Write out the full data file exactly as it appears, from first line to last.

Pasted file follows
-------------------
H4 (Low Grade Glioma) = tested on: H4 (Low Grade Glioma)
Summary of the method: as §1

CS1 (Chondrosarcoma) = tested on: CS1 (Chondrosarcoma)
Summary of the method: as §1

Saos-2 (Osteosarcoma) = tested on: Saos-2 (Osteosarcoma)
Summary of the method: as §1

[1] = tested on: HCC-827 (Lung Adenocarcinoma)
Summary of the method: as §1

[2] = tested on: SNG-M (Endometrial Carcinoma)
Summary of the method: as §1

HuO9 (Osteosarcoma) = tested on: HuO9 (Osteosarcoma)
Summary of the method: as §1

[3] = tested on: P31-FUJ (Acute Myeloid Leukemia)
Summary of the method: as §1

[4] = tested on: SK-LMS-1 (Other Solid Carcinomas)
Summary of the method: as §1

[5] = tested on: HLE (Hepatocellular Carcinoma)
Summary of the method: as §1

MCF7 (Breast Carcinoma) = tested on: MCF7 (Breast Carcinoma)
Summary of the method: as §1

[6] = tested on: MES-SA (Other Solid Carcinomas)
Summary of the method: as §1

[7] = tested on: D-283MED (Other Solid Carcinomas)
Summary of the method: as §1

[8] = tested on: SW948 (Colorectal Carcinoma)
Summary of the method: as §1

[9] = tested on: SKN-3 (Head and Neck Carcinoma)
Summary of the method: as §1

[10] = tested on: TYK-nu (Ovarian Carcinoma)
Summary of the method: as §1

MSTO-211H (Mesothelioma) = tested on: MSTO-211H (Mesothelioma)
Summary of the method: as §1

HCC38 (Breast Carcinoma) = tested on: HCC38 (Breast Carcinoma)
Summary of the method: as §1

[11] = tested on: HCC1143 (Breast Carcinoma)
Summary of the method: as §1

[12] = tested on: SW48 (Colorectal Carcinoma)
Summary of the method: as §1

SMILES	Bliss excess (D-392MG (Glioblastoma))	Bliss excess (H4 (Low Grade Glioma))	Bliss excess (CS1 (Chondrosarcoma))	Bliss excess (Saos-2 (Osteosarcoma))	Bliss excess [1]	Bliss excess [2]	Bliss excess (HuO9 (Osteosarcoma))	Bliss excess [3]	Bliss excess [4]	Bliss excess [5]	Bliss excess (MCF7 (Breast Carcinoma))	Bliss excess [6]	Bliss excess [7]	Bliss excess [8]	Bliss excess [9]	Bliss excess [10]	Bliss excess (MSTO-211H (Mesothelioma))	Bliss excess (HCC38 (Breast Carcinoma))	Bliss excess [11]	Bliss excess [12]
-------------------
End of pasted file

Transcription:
H4 (Low Grade Glioma) = tested on: H4 (Low Grade Glioma)
Summary of the method: as §1

CS1 (Chondrosarcoma) = tested on: CS1 (Chondrosarcoma)
Summary of the method: as §1

Saos-2 (Osteosarcoma) = tested on: Saos-2 (Osteosarcoma)
Summary of the method: as §1

[1] = tested on: HCC-827 (Lung Adenocarcinoma)
Summary of the method: as §1

[2] = tested on: SNG-M (Endometrial Carcinoma)
Summary of the method: as §1

HuO9 (Osteosarcoma) = tested on: HuO9 (Osteosarcoma)
Summary of the method: as §1

[3] = tested on: P31-FUJ (Acute Myeloid Leukemia)
Summary of the method: as §1

[4] = tested on: SK-LMS-1 (Other Solid Carcinomas)
Summary of the method: as §1

[5] = tested on: HLE (Hepatocellular Carcinoma)
Summary of the method: as §1

MCF7 (Breast Carcinoma) = tested on: MCF7 (Breast Carcinoma)
Summary of the method: as §1

[6] = tested on: MES-SA (Other Solid Carcinomas)
Summary of the method: as §1

[7] = tested on: D-283MED (Other Solid Carcinomas)
Summary of the method: as §1

[8] = tested on: SW948 (Colorectal Carcinoma)
Summary of the method: as §1

[9] = tested on: SKN-3 (Head and Neck Carcinoma)
Summary of the method: as §1

[10] = tested on: TYK-nu (Ovarian Carcinoma)
Summary of the method: as §1

MSTO-211H (Mesothelioma) = tested on: MSTO-211H (Mesothelioma)
Summary of the method: as §1

HCC38 (Breast Carcinoma) = tested on: HCC38 (Breast Carcinoma)
Summary of the method: as §1

[11] = tested on: HCC1143 (Breast Carcinoma)
Summary of the method: as §1

[12] = tested on: SW48 (Colorectal Carcinoma)
Summary of the method: as §1

SMILES	Bliss excess (D-392MG (Glioblastoma))	Bliss excess (H4 (Low Grade Glioma))	Bliss excess (CS1 (Chondrosarcoma))	Bliss excess (Saos-2 (Osteosarcoma))	Bliss excess [1]	Bliss excess [2]	Bliss excess (HuO9 (Osteosarcoma))	Bliss excess [3]	Bliss excess [4]	Bliss excess [5]	Bliss excess (MCF7 (Breast Carcinoma))	Bliss excess [6]	Bliss excess [7]	Bliss excess [8]	Bliss excess [9]	Bliss excess [10]	Bliss excess (MSTO-211H (Mesothelioma))	Bliss excess (HCC38 (Breast Carcinoma))	Bliss excess [11]	Bliss excess [12]